Bangladesh signs deal for first nuclear plant
Bangladesh on Wednesday signed an agreement for Russia to build the first nuclear power plant in the energy-starved South Asian nation, an official told AFP.
The plant — which will have two 1,000 megawatt reactors that are set to cost up to $2 billion each to construct — is expected to generate power by 2018 and help ease chronic power shortages that have hit industry hard.
“The Russian Federation will fund construction of the plant, supply fuel for the plant for its lifetime, take back spent fuel, and provide training,” said Shawkat Akbar, director of the Bangladesh Atomic Energy Commission.
The deal was signed in Dhaka by Yeafesh Osman, the minister for science and technology, and Sergei Kiriyenko, head of Russia’s state-owned nuclear energy giant Rosatom, after a framework agreement secured in Moscow last May.
It specifies that safety studies on the site near the northwestern Bangladeshi town of Rooppur must be carried out before construction is started.
Kiriyenko said the plant would be designed to avoid the kind of accidents that took place at Japan’s Fukushima nuclear plant following an earthquake and tsunami earlier this year.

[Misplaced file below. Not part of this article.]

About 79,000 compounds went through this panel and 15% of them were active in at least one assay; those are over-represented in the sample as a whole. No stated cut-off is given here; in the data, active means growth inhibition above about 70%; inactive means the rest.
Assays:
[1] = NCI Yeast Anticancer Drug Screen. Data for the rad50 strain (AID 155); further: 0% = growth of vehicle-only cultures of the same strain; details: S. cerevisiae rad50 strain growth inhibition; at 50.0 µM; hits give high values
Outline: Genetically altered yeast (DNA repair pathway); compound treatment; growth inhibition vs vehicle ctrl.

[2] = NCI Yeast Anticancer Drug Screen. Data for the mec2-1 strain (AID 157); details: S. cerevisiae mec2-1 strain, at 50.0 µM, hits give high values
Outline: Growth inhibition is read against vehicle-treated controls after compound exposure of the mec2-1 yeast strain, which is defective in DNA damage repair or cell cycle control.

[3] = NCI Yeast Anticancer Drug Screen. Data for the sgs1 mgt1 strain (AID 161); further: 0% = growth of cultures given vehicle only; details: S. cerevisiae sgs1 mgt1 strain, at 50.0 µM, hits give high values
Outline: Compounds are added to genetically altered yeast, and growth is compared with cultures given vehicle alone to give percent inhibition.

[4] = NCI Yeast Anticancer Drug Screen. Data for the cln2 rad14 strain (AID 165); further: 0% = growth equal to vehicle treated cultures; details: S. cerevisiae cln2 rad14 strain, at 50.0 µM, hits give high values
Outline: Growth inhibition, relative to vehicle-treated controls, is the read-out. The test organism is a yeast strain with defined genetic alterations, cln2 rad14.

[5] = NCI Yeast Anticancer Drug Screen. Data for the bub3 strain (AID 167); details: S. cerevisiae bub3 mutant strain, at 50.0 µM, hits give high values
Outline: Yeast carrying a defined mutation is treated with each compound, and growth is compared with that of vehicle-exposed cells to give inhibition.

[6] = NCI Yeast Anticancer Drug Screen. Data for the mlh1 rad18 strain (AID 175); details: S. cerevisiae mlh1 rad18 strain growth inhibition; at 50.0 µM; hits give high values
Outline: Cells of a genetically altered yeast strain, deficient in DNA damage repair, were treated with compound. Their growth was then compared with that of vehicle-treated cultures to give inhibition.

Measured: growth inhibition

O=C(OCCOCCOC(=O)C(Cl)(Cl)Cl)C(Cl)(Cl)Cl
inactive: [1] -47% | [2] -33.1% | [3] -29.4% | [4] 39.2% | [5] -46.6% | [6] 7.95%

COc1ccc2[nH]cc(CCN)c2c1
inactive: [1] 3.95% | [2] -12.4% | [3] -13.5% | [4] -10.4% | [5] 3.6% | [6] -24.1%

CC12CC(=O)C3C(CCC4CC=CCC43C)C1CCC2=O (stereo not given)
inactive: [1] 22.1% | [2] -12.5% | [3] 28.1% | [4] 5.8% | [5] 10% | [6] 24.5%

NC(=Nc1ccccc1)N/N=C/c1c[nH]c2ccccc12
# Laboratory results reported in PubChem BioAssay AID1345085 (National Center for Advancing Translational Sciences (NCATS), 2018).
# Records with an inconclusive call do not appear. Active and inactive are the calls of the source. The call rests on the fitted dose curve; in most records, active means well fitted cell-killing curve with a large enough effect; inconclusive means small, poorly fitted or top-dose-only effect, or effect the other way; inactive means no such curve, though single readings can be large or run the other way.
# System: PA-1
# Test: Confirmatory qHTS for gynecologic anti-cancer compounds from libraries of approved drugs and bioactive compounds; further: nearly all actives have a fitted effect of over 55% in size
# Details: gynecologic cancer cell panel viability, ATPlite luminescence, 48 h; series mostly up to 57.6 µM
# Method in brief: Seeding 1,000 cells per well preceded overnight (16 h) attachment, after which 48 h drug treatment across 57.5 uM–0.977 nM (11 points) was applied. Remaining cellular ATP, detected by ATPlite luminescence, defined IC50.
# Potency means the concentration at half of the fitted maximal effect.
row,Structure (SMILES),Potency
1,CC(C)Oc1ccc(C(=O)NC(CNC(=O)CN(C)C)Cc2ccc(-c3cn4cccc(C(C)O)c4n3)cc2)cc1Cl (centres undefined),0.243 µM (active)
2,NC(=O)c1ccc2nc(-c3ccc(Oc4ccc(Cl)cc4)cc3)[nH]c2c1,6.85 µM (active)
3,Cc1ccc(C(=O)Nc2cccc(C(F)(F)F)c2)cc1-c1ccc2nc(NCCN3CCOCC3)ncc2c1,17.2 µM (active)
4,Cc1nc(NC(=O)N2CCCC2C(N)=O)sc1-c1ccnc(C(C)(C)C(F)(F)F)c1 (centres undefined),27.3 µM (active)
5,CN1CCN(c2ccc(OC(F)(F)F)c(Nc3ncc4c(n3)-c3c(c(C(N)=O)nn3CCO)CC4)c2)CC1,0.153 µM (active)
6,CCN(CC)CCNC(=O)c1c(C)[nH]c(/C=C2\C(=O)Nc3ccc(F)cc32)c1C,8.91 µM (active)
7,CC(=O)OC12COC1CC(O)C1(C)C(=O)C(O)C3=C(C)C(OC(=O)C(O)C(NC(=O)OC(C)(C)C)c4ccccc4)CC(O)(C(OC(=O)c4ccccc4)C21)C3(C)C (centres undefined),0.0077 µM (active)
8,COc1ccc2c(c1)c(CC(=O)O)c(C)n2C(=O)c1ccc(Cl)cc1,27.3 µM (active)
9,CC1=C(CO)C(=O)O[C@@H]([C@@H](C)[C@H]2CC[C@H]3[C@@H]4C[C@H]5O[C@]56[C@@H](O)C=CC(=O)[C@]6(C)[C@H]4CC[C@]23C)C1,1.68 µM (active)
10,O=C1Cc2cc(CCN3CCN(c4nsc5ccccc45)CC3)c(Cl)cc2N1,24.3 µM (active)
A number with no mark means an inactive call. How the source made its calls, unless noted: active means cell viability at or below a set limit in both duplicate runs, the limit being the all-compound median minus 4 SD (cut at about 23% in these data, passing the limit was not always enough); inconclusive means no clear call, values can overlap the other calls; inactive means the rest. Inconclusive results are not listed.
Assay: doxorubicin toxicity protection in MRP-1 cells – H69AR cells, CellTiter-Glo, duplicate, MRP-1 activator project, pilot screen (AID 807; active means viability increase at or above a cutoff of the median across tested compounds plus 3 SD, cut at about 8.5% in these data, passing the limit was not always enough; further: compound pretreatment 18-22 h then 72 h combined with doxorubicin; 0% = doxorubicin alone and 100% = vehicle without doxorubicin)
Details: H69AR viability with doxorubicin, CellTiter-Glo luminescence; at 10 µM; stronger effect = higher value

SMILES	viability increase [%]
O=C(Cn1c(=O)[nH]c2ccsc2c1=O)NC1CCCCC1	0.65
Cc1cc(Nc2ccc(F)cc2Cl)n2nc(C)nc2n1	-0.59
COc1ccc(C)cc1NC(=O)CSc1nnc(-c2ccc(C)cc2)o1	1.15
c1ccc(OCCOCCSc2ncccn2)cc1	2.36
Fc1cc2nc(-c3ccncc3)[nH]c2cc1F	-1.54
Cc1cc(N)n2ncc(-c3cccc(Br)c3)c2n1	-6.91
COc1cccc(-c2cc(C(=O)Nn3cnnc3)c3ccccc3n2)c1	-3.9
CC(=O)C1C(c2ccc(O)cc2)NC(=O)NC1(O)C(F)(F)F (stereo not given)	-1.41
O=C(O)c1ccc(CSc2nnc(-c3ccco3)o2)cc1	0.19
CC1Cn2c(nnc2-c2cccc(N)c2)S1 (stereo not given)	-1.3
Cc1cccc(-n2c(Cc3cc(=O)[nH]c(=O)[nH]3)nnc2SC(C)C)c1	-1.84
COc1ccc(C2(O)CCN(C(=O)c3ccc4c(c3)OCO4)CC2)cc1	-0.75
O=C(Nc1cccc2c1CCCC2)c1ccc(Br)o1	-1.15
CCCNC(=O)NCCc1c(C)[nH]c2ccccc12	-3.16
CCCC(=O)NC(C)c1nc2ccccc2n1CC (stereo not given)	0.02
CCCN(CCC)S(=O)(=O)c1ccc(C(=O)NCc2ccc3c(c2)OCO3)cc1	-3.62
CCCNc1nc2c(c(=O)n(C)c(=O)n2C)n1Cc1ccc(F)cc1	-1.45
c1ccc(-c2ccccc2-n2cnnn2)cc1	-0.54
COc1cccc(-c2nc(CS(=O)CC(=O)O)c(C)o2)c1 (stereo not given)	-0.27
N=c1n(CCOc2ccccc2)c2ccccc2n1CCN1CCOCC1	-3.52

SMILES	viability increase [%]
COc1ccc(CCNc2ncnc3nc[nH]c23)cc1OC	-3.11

“The agreement provides for the construction of a modern nuclear power plant that meets all the modern safety requirements,” Kiriyenko told reporters after the ceremony, which was attended by Bangladesh Prime Minister Sheikh Hasina.
Bangladesh has long suffered severe power outages as demand for electricity soars on the back of a booming economy that has grown at around six percent a year since 2004.
The power crisis has worsened in recent years as the gap between demand and supply shot up to 2,000 megawatts per day or 40 percent of daily production due to years of under-investment.
In 2007, Bangladesh received approval from the International Atomic Energy Agency, the industry’s global watchdog, to set up a nuclear power plant.
Officials said the country needed to build the plants because reserves of the country’s main source of energy — natural gas — were fast depleting and could run out in a decade.